Colt was a lifelong Alaskan and adventurous world traveler. He visited much of the U.S., as well as many locales overseas, including Croatia, Japan, the Caribbean, Mexico and Europe. He was also an avid outdoorsman who loved to fly, fish, hunt, camp, ski and skydive. He truly loved to do anything outdoors. Colt was his father's co-pilot from an early age, earned his pilot's license on his 17th birthday and became a flight instructor and Airline Transport Pilot. For the past four years, Colt worked as a commercial pilot for several companies in Alaska, including Fly Denali, Hilcorp, Ravn Air and Regal Air. He was also an accomplished musician who could sing, play piano and guitar.

Colt's dream was to become an orthopedic surgeon and he was set to start University of Washington medical school this August. He was committed to the well-being and service of others.

Colt was an amazing person, son, friend and colleague. His drive and passion for learning was unparalleled, yet he was known to be modest about his knowledge and accomplishments. Colt was a most trusted friend, confidant and advisor, who made everyone around him want to be the best version of themselves. He did not waste a moment of his time on this Earth, and he made it clear how much he cared about his friends and family. He will be remembered as a "best friend" to many people, an inspiration to everyone who knew him and the perfect son to his parents.

Colt was preceded in death by his paternal grandparents; maternal grandfather, Lt. Col. (Ret.) USAF, Thomas Dolan; and aunt, Jill Richardson. He is survived by his loving parents, Cathy and Rick Richter; his maternal grandmother, Barbara Dolan; his adoring aunts, Carolyn and Susan Dolan; and countless friends and family members.

The world is dimmer for having lost Colt, but heaven is brighter for having gained him. Blue skies and tailwinds to the best person so many of us were fortunate enough to know.

Funeral services will be held at First Presbyterian Church, 616 West 10th Avenue in Anchorage, on Thursday, July 26, 2018, at 11 a.m., followed by burial services at Angelus Memorial Park, 440 East Klatt Road. A celebration of life will be held at Hilltop Chalet, 7015 Abbott Road, on Friday, July 27, 2018, from 5 p.m. – 9 p.m.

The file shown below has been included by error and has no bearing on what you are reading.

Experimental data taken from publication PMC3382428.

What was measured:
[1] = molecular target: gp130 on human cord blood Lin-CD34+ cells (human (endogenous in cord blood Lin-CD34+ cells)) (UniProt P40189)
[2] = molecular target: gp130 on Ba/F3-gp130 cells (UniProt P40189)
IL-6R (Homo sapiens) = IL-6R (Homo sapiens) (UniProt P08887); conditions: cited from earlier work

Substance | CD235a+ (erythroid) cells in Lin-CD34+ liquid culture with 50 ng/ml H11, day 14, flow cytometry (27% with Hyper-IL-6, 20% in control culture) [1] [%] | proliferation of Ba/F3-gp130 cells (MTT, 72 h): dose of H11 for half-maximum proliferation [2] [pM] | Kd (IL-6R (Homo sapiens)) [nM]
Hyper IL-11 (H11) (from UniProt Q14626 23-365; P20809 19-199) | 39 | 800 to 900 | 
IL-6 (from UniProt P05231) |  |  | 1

Flowers may be sent to First Presbyterian Church or, in lieu of flowers, donations may be made in Colt's name to either the Anchorage Youth Court, the Alaska Red Cross or a charity of your choice.

Photo provided by: Cathy Richter

Get to know Colt Richter

September 8, 2012

Colt Richter, a native of Anchorage, Alaska, says that after graduating from  Massachusetts Institute of Technology, he’d like to return to his home state. With a degree in chemical engineering, he says he could explore a career in Alaska’s petroleum industry.

But he says aeronautical and astronautical engineering also beckons, as flying has been in his family for generations: Richter’s grandfather was a pilot in World War II, and later became a commercial airline pilot, moving the family to Alaska after he secured a job with Japan Airlines. As a child, Richter flew small planes with his father and received his pilot’s license on his 17th birthday.

“I’ve kind of grown up around aviation,” Richter says. “We have a cabin about 50 miles from Anchorage that you have to fly to in order to get to. So my whole life I’ve been surrounded by it.”

Something else that surrounds Richter: Alaska’s towering mountain ranges, which he’s appreciated from a very young age. “I started downhill skiing when I was about 3,” Richter recalls; he more recently transitioned to competitive Nordic skiing as part of his high school ski team.

While he’s looking forward to a new beginning at MIT and living on his own, Richter says one of the things he’ll miss most about home is the view. “Here, I can look out my window and see mountains,” Richter said in a phone call from his Alaska home. “In Boston, it’s really, really flat.”

ANCHORAGE (KTUU) - A deadly plane crash in Willow has claimed the life of a pilot, but family members say he was much more than just a young man who loved to fly.